The Meaning and Origin of ‘Cannon to Right of Them, Cannon to Left of Them’

‘Cannon to right of them, cannon to left of them’: these lines have become famous, although they’re often misquoted (with a ‘the’ being added before ‘right’ and ‘left’). The quotation originated in the 1854 poem ‘The Charge of the Light Brigade’ written by Alfred, Lord Tennyson (1809-92), while he was UK Poet Laureate during Queen Victoria’s reign. Tennyson, who was Poet Laureate for a record 42 years, wrote the poem in response to a very specific event, and it was this event that inspired the lines, ‘Cannon to right of them, cannon to left of them’. Let’s take a look at the poem, and the event.

The poem is one of the rare instances of a Poet Laureate producing a good poem while in office. And although ‘The Charge of the Light Brigade’ was, in one respect, an occasional poem – that is, a poem written in response to a specific occasion – it also offered a timeless and powerful expression of the senselessness that accompanies much of war, while also praising the unflinching bravery and sense of duty of the soldiers who gave their lives.

Those lines, ‘Cannon to right of them, cannon to left of them’, place us, the readers of the poem, in the thick of the conflict, with the harsh sounds of the initial ‘c’ of ‘cannon’ and the lines’ unusual rhythm (dactylic metre, of which more shortly) contributing to the effect of these lines.

The poem was inspired by one of the greatest calamities in British military history: on October 25, 1854, during the Crimean War, the British Light Cavalry Brigade, comprising some 670 men, charged against some 25,000 Russian soldiers. The result was an unmitigated disaster. Lord Raglan’s plan was to send the Light Brigade to prevent the Russians from removing some guns that had been seized from Turkish positions.

However, somewhere along the chain of command there was a ‘blunder’ – as the poem has it, ‘someone had blundered’ – and the Light Brigade was instead sent on a frontal assault against a vastly superior army, rather than on the gun-capturing mission. The Light Brigade charged, as commanded, but were quickly forced into a retreat. And all of this happened because of a careless error: an error which cost several hundred men their lives.

Tennyson wrote his famous poem on 2 December 1854, in response to an article he read about the charge in The Times newspaper, and the poem was published in The Examiner a week later, on 9 December 1854.

As many schoolchildren know, the poem condemns the charge (and resultant heavy casualties suffered by the Light Brigade) as a terrible ‘blunder’. But Tennyson also praises the bravery and nobility of the soldiers, the ‘Noble six hundred’, who obeyed their orders to charge and went to their deaths. (The original report had the number at nearer 600 men, although it later emerged that the exact number was nearer 700; but ‘Noble seven hundred’ wouldn’t have scanned, and Tennyson, whilst annoyed with himself for the inaccuracy, reluctantly let the initial number stand as a record of the public feeling that attended news of the disaster.) An estimated 278 soldiers were killed or wounded in the charge.

The words ‘Cannon to right of them, cannon to left of them’ appear twice in the poem: in the third stanza and then again in the fifth stanza:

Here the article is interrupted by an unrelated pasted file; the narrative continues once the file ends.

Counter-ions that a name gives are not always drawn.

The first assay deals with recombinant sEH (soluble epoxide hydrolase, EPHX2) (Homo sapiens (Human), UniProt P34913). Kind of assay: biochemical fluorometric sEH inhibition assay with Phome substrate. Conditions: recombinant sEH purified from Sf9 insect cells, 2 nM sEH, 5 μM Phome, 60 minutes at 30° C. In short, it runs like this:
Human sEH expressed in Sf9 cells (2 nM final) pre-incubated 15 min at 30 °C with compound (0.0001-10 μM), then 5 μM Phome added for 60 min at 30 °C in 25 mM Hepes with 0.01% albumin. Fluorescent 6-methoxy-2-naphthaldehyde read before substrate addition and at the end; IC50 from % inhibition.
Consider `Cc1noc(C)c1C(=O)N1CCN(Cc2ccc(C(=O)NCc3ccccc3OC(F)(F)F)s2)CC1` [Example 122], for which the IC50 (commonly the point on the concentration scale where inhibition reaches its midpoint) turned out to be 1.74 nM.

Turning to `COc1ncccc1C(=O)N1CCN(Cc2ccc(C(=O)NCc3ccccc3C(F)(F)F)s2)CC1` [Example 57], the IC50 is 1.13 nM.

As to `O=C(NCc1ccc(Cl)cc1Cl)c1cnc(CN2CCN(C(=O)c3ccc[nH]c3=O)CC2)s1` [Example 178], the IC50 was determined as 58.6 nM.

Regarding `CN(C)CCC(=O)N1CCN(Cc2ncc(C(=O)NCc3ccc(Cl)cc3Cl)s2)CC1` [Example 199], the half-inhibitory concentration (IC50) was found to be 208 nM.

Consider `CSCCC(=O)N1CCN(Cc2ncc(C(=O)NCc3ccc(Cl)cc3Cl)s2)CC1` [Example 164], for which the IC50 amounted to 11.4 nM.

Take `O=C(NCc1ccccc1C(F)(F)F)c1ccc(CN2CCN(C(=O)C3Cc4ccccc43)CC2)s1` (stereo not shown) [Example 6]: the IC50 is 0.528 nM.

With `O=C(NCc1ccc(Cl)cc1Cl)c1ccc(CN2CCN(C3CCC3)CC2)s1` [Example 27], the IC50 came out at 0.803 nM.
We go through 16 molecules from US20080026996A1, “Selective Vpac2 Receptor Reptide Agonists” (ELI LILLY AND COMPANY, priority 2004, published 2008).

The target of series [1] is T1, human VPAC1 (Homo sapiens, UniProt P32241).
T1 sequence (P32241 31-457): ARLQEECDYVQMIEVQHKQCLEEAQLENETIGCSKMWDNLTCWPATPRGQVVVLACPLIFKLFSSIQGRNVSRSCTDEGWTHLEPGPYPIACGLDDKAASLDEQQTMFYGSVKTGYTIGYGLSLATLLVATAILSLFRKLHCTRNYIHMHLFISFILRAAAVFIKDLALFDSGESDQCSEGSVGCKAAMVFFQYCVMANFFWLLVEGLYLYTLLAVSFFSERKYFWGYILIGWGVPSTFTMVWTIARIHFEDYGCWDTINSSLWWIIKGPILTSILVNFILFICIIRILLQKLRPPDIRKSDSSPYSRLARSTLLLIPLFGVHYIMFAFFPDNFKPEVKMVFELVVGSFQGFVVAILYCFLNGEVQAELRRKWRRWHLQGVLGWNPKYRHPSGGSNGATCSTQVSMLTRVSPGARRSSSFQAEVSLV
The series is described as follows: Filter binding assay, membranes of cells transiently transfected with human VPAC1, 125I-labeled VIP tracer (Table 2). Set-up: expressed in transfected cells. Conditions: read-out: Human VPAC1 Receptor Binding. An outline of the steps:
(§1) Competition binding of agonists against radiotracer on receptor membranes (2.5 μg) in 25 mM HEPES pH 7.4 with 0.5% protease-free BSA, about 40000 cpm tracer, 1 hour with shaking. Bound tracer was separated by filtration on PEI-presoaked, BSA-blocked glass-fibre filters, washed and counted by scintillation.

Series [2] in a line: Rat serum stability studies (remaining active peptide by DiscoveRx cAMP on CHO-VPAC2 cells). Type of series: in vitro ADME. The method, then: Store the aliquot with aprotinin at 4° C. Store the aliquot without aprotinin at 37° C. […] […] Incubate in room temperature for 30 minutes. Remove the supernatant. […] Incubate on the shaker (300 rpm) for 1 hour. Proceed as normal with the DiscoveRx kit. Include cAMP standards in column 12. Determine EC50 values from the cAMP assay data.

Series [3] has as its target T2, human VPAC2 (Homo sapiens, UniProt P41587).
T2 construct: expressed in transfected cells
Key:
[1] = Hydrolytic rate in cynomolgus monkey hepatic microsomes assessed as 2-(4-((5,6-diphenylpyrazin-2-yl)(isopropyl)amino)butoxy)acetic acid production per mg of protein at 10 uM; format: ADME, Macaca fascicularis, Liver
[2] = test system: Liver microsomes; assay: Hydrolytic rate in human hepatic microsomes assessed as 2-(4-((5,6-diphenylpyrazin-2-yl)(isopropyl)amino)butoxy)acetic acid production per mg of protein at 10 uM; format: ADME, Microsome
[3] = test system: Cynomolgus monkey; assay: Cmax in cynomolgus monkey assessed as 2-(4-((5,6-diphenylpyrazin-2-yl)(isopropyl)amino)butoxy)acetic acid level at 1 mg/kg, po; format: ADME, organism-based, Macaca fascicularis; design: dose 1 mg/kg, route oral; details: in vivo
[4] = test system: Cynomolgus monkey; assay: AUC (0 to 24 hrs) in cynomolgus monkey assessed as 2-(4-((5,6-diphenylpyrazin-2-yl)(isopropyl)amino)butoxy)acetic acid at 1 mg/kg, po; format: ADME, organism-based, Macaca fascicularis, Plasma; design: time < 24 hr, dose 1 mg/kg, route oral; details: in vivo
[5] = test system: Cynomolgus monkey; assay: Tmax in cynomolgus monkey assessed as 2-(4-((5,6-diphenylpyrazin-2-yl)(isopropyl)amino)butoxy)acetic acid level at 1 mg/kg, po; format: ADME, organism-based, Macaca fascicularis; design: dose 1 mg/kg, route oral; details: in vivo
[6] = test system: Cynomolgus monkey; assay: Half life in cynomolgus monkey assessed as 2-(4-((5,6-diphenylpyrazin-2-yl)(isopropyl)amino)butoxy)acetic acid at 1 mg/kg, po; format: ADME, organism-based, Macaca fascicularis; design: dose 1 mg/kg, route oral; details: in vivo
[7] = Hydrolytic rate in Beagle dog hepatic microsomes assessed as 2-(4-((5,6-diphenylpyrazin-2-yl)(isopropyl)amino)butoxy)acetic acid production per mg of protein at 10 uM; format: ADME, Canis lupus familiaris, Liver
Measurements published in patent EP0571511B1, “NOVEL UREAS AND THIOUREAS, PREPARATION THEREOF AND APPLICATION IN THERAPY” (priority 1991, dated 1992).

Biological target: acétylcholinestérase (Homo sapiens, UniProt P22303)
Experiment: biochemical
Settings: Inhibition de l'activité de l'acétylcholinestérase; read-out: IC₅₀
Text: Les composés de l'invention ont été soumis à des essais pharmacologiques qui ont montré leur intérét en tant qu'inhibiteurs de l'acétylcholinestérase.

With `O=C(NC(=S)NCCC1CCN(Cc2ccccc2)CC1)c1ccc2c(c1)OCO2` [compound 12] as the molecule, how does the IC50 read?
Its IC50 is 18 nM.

Cannon to right of them,
Cannon to left of them,
Cannon in front of them
Volleyed and thundered;
Stormed at with shot and shell,
Boldly they rode and well,
Into the jaws of Death,
Into the mouth of hell
Rode the six hundred.

Note that, although not as widely quoted as ‘Cannon to right of them, cannon to left of them’, there is in fact a third line that continues the anaphoric pattern (‘anaphora’ being the repetition of a word or phrase at the beginning of successive clauses). ‘Cannon in front of them’ becomes ‘Cannon behind them’ when ‘Cannon to right of them, cannon to left of them’ is repeated two stanzas later, completing the effect of the luckless soldiers being assaulted by heavy artillery on all sides:

Cannon to right of them,
Cannon to left of them,
Cannon behind them
Volleyed and thundered;
Stormed at with shot and shell,
While horse and hero fell.
They that had fought so well
Came through the jaws of Death,
Back from the mouth of hell,
All that was left of them,
Left of six hundred.

After the charge, not much remains of the ‘six hundred’ who rode into battle – nearly half of them had sustained heavy injuries or been killed, while the other half felt that the whole charge had been a colossal waste of life.

Tennyson’s use of the word ‘left’ (‘All that was left of them, / Left of six hundred’) picks up on the word’s use earlier in the same stanza (‘Cannon to left of them’), but shifts the word’s meaning from a spatial sense to one denoting the sacrifice the men have made. As the old line attributed to Bertrand Russell has it, war doesn’t determine who is right – only who is left.

The insistent dactylic metre of the poem, which can be heard so well in ‘Cannon to right of them, cannon to left of them’, captures both the plaintive nature of the catastrophe and the dogged and dutiful charge of the men into ‘the valley of death’. A dactyl, in poetry, is a foot comprising three syllables: an initial stressed syllable followed by two that are unstressed, so:

CAN-non to RIGHT of them,
CAN-non to LEFT of them

This metre is also heard in the opening line to Tennyson’s poem: ‘HALF a league, HALF a league …’

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